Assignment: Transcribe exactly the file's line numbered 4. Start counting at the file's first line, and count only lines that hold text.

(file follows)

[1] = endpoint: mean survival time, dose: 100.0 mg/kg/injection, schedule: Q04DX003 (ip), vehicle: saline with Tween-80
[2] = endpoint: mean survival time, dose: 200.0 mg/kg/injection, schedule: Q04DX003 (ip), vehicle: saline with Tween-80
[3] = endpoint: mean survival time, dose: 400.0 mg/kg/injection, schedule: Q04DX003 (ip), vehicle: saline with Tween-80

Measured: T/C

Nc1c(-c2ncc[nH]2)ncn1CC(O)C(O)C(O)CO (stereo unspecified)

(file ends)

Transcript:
Measured: T/C